Depression is a part of our lives. It can be a result of experiencing a traumatic event and sometimes it can creep up on us without us ever understanding it’s origins. As much as we might try to deny it, depression affects us throughout our lives either on a personal level or indirectly through family and friends.
Most believe that depression is something bad or burdensome and some even experience feelings of guilt about being depressed saying, “I can’t believe I am so down all the time. I shouldn’t be feeling this way.” After being bombarded by numerous television commercials promoting pharmacological treatments for depression promising happier and more fulfilled living, people turn to their doctor looking for some kind of medication to “cure” the depression. Others will turn to a psychologist or a marriage and family therapist for help. Those that do venture into therapy usually come in hopes that the therapist will have some “magical” words to “cure” them and an unconscious belief that once therapy ends so will the depression.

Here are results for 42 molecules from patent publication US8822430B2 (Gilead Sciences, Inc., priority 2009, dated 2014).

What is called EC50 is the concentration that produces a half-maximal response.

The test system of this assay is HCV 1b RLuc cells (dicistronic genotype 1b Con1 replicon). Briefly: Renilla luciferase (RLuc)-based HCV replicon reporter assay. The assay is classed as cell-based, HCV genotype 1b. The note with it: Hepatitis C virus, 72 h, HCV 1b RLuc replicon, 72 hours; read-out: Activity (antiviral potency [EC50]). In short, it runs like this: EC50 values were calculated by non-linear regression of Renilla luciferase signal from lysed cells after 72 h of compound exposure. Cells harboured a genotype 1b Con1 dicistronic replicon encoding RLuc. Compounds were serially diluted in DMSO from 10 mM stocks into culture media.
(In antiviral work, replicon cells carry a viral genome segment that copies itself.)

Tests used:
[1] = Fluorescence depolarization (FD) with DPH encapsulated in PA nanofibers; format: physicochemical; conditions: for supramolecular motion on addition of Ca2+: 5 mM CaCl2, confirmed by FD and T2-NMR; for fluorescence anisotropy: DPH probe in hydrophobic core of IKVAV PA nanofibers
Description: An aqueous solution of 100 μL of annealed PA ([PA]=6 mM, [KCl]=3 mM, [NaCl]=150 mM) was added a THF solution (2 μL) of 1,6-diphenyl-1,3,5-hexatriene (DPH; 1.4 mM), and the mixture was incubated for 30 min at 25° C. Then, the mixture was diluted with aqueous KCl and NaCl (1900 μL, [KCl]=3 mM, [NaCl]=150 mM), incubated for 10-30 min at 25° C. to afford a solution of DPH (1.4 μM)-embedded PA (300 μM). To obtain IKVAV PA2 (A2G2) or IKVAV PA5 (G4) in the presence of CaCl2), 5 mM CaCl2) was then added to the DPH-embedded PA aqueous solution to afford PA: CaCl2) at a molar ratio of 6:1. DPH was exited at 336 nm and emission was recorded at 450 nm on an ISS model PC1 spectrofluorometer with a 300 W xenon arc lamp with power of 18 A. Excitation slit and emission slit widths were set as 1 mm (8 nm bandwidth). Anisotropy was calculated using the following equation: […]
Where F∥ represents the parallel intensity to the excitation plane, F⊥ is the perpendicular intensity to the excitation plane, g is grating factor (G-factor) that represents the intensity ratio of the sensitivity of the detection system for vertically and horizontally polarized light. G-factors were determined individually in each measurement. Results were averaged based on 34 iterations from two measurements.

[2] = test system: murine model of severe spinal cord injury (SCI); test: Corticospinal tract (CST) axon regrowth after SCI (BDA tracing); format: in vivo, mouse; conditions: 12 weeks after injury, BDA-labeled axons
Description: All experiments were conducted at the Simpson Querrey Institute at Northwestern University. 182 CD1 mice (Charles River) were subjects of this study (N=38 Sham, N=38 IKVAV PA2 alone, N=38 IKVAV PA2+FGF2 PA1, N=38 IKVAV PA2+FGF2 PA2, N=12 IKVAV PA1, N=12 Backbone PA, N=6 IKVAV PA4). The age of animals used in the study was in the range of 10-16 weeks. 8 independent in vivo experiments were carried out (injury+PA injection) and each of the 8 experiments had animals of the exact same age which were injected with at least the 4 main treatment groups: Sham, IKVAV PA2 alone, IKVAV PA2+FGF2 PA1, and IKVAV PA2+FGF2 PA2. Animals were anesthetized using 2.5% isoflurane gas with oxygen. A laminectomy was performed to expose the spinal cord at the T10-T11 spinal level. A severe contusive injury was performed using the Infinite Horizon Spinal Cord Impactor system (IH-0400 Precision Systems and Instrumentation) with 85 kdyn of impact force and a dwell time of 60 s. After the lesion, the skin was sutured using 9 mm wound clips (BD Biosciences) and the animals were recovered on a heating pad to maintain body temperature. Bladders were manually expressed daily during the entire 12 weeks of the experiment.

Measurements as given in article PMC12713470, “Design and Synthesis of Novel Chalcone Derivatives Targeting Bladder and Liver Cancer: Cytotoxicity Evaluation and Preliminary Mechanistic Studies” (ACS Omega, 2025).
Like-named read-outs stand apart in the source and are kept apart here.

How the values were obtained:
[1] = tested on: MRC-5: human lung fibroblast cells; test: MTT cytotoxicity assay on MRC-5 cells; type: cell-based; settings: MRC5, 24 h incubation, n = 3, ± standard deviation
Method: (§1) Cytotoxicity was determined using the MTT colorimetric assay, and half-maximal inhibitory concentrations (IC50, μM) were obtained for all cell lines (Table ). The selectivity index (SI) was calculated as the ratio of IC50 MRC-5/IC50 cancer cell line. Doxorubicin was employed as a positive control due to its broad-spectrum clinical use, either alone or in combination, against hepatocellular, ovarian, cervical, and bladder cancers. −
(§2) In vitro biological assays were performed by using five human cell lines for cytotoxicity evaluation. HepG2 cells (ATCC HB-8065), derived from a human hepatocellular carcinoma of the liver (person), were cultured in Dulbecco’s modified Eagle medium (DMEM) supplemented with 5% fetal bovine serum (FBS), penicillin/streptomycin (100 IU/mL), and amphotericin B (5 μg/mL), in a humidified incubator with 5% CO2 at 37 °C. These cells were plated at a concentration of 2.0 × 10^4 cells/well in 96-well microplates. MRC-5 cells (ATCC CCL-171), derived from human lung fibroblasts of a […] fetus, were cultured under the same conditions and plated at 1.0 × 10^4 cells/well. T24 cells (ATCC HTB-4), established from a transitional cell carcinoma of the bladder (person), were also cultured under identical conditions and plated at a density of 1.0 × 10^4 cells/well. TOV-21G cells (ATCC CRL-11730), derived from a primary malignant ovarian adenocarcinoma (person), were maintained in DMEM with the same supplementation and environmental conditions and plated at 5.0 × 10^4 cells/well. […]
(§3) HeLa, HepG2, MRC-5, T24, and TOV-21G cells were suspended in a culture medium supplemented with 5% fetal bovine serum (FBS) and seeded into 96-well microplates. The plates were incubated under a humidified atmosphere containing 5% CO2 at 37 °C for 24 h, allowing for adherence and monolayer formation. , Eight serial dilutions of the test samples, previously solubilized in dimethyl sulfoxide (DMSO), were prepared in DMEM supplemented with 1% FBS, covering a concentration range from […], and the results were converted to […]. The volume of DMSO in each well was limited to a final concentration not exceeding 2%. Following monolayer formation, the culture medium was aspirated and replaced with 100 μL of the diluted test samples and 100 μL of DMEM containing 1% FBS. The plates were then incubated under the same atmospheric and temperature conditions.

The truth is depression cannot be cured, only managed. Depression enters into our lives as a messenger bringing us valuable information about issues we need to tend to within our psychological life. Have you ever heard someone say, “Every time I get really down, it feels as if everything that has ever bothered me starts to surface as well”? Depression offers that to us. It slows us down, makes us introspective and forces us to take the time to listen within. If we can stop trying to eradicate depression, we can begin to honor its existence in our lives, we can then become more aware of our needs, wants, motivations, and goals. It can help us put our priorities in order so that we can live a more fulfilled life. Depression is very treatable and many find relief by getting help.